SNP Candidate Lynne Devine has spoken of the merits of being a member of a Credit Union after a recent visit to the Angus Credit Union office in Castle Street, Forfar.
She said: “At this time of financial difficulty for everyone, I think membership of a Credit Union is the way forward. It’s a not-for-profit organisation and works for its members – not shareholders.
“After saving for a short period of time, you can get a loan to help with bills or something like furniture, but unlike most loans, you pay back at a very low interest rate.”
Development Officer Paul Mitchell explained that for a £100 loan, a member would repay £103.37 over 24 weeks, whereas with other loan organisations people could be paying as much as £149 over 24 weeks which builds up hugely over time and puts people in more debt.
Paul also mentioned that after someone has joined, they can easily pay into the Credit Union either by direct debit or by cash at Angus Council access offices.
Paul goes out to schools to do workshops and engage young people in thinking about finance at a very basic level. This includes looking at income and outgoings and how sometimes it’s just not possible to afford everything you want.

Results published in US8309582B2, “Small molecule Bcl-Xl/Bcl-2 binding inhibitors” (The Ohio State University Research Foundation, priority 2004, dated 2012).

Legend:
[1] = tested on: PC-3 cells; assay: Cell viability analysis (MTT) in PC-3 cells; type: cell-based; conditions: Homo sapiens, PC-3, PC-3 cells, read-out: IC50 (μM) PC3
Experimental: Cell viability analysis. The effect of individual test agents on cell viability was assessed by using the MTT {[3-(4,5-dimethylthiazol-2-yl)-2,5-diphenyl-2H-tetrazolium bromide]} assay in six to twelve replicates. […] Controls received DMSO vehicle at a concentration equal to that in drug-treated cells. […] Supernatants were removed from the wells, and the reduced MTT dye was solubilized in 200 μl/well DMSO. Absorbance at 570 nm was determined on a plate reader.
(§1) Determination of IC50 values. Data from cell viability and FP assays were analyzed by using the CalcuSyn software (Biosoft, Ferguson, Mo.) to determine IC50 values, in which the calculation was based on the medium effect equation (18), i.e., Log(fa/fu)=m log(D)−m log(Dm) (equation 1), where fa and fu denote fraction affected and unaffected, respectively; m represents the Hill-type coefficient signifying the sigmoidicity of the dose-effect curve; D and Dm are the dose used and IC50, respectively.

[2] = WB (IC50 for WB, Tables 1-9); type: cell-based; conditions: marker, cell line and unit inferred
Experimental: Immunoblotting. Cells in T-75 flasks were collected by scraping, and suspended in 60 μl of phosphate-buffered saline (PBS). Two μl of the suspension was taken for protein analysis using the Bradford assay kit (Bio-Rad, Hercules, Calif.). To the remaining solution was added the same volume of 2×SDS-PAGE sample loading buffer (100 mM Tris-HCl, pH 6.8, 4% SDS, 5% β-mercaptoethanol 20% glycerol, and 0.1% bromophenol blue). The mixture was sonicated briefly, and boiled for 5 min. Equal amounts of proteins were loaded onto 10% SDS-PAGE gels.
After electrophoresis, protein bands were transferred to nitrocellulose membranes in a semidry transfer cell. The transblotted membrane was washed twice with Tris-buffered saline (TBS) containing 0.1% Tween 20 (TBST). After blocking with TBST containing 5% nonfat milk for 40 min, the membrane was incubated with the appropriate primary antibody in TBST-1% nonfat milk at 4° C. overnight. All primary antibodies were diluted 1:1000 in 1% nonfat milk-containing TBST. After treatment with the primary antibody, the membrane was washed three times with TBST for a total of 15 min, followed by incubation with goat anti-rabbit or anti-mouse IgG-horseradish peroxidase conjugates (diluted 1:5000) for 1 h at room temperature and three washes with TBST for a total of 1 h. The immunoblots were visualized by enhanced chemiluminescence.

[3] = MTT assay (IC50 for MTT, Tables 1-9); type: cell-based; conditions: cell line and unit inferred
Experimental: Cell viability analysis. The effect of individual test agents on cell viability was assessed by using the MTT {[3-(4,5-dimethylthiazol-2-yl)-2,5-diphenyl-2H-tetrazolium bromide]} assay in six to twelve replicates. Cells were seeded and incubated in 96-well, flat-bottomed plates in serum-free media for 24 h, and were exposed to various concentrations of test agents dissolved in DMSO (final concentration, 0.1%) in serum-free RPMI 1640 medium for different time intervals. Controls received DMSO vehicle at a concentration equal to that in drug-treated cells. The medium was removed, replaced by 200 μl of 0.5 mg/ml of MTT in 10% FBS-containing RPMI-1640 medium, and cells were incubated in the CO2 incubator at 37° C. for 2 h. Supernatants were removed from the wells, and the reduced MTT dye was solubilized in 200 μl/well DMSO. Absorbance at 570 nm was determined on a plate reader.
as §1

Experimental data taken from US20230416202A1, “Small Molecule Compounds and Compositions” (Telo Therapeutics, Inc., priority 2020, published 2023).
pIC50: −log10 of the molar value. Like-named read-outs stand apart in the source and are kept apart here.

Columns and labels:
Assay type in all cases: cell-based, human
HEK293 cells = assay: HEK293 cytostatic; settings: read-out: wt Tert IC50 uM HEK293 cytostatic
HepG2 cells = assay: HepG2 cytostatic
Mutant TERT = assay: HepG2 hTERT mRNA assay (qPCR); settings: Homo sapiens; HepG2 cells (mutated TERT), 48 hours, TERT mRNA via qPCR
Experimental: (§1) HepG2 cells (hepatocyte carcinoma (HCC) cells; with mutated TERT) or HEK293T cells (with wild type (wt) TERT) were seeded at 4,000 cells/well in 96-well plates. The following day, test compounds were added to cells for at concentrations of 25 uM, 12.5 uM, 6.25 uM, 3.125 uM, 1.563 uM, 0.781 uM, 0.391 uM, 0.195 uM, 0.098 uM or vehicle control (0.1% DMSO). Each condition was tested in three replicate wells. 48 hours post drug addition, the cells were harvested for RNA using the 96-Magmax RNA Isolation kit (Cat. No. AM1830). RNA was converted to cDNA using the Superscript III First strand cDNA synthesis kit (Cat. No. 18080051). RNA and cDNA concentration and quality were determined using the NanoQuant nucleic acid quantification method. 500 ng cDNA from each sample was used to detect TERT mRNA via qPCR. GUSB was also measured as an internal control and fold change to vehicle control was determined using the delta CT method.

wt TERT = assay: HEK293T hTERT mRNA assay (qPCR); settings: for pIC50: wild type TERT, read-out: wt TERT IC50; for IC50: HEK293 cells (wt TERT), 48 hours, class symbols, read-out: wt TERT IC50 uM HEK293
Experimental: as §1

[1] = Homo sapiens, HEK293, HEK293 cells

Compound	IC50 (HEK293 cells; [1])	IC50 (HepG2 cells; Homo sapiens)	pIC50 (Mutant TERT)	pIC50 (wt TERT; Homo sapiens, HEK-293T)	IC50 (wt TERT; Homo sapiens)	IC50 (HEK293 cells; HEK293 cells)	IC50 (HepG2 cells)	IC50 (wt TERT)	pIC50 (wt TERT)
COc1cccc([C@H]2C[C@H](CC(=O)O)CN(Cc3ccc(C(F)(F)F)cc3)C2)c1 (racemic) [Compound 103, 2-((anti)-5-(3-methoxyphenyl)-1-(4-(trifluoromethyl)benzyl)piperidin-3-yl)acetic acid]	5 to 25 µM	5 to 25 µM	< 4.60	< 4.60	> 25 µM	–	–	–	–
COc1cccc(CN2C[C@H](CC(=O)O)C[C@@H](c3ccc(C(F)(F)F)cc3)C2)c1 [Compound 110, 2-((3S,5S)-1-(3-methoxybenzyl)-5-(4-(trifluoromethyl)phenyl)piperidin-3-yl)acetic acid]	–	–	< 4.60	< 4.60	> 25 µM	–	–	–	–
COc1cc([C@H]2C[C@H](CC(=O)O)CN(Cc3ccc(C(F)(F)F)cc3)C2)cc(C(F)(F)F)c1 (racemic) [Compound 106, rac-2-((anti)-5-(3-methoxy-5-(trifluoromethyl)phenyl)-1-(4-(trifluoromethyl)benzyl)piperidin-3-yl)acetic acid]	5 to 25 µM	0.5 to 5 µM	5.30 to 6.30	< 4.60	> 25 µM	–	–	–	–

However, encouraging the habit of saving is one of Paul’s major aims for these young people. It’s working because in something like 15 primary schools across Angus the Credit Union now has young members who understand how important saving is.
Following Lynne’s visit to the Angus Credit Union, it emerged the Office of Fair Trading (OFT) is launching an extensive review of the payday lending sector, looking at lenders’ compliance with the Consumer Credit Act and the OFT’s guidance on irresponsible lending.
The review will involve on-site inspections of 50 major payday lenders and surveys of industry and consumer organisations.
Leading up to the review the OFT has conducted a sweep of payday lending websites and written to the main trade bodies, outlining areas where it considers that advertising standards need to be improved.
The evidence gained during the review will be used by the OFT to boost standards across the sector and drive out companies that are not fit to hold consumer credit licences.
The final report of the review will be published later this year.